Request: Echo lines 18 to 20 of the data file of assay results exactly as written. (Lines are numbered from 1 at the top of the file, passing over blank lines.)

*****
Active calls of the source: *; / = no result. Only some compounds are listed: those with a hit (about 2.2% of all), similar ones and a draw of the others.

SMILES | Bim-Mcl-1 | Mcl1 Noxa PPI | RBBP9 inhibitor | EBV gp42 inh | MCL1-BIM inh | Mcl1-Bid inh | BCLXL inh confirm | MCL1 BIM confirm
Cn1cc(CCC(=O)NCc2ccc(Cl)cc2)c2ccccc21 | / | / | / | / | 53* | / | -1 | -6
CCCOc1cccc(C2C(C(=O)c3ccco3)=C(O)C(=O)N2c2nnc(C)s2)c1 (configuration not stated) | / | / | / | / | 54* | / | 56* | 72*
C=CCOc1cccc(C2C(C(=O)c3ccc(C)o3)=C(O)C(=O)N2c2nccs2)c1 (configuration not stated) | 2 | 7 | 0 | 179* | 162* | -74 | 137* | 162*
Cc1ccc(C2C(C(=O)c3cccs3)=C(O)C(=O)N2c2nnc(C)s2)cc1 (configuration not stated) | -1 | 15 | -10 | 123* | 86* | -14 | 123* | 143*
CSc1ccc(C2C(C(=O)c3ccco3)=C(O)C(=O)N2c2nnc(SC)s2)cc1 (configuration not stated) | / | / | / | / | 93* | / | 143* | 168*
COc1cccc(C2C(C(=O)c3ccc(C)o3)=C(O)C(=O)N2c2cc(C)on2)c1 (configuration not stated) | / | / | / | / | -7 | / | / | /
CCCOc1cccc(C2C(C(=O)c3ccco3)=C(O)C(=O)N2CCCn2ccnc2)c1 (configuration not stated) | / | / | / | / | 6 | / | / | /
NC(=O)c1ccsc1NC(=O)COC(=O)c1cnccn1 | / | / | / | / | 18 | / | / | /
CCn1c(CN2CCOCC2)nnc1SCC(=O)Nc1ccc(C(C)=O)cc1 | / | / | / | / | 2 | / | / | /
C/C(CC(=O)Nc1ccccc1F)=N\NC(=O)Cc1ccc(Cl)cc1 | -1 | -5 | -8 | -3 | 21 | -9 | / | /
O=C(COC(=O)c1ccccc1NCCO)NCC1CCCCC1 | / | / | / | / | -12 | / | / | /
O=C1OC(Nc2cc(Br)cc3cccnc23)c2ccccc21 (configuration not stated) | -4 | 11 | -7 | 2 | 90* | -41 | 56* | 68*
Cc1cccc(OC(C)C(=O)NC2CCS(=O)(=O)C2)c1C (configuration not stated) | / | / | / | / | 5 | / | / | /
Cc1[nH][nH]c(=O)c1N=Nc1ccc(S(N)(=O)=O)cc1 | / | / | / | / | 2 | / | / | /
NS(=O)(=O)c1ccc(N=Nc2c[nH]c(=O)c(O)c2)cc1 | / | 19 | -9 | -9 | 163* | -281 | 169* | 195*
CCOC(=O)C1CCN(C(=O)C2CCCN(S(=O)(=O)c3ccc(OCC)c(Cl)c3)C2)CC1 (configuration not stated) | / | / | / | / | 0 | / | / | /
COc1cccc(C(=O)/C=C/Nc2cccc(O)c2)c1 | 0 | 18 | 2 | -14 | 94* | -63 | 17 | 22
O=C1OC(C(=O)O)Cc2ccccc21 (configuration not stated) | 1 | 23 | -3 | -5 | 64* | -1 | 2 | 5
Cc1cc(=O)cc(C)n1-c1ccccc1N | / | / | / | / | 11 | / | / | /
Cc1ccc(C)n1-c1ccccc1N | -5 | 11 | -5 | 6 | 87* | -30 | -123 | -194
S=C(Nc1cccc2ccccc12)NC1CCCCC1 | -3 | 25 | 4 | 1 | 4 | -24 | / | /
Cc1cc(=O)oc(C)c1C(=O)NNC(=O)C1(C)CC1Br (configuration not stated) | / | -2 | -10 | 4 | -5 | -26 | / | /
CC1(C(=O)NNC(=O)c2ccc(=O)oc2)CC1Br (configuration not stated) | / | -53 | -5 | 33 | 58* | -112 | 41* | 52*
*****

CCOC(=O)C1CCN(C(=O)C2CCCN(S(=O)(=O)c3ccc(OCC)c(Cl)c3)C2)CC1 (configuration not stated) | / | / | / | / | 0 | / | / | /
COc1cccc(C(=O)/C=C/Nc2cccc(O)c2)c1 | 0 | 18 | 2 | -14 | 94* | -63 | 17 | 22
O=C1OC(C(=O)O)Cc2ccccc21 (configuration not stated) | 1 | 23 | -3 | -5 | 64* | -1 | 2 | 5